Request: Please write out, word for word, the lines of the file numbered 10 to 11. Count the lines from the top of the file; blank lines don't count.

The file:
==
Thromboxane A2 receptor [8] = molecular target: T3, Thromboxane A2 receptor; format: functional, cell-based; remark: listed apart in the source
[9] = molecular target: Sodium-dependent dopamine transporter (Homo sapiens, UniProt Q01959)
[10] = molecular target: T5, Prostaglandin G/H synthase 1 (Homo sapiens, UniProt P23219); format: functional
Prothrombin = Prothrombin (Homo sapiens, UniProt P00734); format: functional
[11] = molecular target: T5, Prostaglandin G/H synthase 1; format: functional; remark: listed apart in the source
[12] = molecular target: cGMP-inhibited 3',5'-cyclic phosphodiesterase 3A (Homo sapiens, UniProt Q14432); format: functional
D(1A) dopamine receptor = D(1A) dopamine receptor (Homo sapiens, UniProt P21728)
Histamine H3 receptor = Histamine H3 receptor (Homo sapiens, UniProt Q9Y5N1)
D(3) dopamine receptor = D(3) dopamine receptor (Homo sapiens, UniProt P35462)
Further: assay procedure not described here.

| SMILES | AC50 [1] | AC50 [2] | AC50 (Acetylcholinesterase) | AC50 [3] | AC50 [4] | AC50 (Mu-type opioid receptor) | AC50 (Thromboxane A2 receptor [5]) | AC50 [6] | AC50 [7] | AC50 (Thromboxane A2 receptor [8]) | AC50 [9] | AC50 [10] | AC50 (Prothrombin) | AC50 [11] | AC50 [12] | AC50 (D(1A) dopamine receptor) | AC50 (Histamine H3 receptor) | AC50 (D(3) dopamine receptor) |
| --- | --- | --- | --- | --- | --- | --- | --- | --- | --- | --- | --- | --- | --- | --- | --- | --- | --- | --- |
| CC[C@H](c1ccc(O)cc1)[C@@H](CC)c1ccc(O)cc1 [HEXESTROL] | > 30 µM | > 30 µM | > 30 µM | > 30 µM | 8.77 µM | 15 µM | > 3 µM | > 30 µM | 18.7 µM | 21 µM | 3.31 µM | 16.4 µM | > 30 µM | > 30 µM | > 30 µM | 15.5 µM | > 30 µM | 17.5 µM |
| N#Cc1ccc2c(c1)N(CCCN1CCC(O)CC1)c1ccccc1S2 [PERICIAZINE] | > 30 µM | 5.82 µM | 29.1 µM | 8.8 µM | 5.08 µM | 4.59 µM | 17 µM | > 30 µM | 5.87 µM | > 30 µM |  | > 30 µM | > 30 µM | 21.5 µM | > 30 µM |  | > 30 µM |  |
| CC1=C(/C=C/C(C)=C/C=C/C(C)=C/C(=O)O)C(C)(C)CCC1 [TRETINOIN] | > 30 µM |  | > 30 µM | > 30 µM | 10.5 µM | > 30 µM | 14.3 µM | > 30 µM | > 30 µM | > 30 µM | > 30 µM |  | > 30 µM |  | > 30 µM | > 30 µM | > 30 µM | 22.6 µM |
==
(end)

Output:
Further: assay procedure not described here.

| SMILES | AC50 [1] | AC50 [2] | AC50 (Acetylcholinesterase) | AC50 [3] | AC50 [4] | AC50 (Mu-type opioid receptor) | AC50 (Thromboxane A2 receptor [5]) | AC50 [6] | AC50 [7] | AC50 (Thromboxane A2 receptor [8]) | AC50 [9] | AC50 [10] | AC50 (Prothrombin) | AC50 [11] | AC50 [12] | AC50 (D(1A) dopamine receptor) | AC50 (Histamine H3 receptor) | AC50 (D(3) dopamine receptor) |